Presenting Symptoms and Psychological Treatment Outcomes among First-Generation and Non-First-Generation College Students

Journal of College Student Psychotherapy / August 2020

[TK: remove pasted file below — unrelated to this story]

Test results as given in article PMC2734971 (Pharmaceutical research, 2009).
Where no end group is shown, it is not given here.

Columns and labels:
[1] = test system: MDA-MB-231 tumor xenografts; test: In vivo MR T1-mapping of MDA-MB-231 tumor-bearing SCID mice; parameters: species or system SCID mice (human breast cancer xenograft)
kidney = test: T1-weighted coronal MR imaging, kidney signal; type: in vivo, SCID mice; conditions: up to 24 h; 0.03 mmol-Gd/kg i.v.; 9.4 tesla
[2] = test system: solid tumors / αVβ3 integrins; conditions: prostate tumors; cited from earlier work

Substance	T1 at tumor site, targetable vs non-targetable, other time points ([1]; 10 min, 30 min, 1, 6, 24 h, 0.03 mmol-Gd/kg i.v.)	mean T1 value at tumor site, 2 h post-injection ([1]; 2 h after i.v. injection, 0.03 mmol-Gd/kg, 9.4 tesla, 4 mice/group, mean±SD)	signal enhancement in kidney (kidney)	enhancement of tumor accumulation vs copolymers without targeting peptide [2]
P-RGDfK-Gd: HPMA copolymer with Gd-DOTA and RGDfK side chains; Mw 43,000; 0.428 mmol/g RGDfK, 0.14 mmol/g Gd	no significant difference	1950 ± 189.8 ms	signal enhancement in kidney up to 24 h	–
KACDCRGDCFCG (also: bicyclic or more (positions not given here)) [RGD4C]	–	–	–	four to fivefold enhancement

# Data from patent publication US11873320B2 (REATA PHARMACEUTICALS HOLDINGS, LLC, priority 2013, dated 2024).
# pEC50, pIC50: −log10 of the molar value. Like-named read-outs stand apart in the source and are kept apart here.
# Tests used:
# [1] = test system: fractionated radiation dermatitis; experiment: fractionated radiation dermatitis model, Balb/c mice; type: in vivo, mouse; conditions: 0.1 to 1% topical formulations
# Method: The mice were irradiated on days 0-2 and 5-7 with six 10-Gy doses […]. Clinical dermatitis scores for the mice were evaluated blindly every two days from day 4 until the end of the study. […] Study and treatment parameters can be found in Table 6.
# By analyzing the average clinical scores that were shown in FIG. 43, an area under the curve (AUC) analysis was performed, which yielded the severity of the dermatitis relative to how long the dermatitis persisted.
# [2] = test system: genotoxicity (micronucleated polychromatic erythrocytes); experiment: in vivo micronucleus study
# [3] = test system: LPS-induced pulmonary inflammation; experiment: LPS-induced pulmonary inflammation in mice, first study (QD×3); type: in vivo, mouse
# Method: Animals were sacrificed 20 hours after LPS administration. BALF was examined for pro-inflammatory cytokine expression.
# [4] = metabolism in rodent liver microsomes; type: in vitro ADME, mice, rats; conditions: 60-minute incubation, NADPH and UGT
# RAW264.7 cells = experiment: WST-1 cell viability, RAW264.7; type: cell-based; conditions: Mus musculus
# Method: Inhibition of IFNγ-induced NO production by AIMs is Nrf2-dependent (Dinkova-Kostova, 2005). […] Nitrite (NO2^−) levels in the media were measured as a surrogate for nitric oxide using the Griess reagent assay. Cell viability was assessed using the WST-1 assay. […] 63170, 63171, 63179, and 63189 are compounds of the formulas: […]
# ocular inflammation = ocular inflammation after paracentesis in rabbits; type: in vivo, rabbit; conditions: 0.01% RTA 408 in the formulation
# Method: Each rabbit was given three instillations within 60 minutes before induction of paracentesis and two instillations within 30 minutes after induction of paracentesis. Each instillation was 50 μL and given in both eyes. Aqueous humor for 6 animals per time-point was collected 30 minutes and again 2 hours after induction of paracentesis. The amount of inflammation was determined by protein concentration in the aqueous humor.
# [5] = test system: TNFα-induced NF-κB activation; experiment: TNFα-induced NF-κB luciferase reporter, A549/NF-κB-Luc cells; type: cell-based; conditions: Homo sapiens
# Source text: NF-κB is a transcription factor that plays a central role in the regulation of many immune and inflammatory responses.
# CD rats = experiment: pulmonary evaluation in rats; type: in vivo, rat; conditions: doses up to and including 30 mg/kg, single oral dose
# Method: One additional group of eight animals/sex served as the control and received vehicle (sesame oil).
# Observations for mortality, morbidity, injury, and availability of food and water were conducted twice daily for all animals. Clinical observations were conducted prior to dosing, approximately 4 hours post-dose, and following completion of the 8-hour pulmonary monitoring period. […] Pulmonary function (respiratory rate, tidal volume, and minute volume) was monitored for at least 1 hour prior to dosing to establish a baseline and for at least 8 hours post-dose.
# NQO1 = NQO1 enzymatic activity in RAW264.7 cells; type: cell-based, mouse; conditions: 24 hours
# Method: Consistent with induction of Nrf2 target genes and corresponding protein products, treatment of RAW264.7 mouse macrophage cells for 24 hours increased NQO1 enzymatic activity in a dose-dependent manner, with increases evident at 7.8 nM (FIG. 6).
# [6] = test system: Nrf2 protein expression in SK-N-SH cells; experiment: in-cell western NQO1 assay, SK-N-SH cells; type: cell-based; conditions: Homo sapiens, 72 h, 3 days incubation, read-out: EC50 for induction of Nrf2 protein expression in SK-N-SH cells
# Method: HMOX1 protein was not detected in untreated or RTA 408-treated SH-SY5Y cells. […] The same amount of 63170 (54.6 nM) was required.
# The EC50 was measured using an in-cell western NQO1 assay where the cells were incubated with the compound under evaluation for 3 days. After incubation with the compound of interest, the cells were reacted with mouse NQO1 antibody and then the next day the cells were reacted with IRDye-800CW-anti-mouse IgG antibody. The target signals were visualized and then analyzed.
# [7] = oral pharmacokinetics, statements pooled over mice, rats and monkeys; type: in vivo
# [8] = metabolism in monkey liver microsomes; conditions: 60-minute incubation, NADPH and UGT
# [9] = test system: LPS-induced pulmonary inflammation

The number of first-generation students on college campuses is rising, comprising 20% of new incoming students in higher education. First-generation college students (FGCS) do not access mental health treatment at the same rate as their non-first generation college student (NFGCS) peers and are at higher risk for leaving college early. The current study examines FGCS’ presenting concerns for college counseling centers, their use of treatment, and degree of change relative to NFGCS through treatment. A sample of 7,160 students seeking individual counseling were selected from the 2012–2013 Center for Collegiate Mental Health (CCMH), a practitioner-research dataset, representing over 52 participating counseling centers. FGCS reported higher anxiety, academic concerns, and hostility but lower alcohol use concerns at first session, a similar number of therapy sessions, and greater change in hostility and eating concerns over a longer duration in treatment than NFGCS. Implications and future directions for this research are also discussed.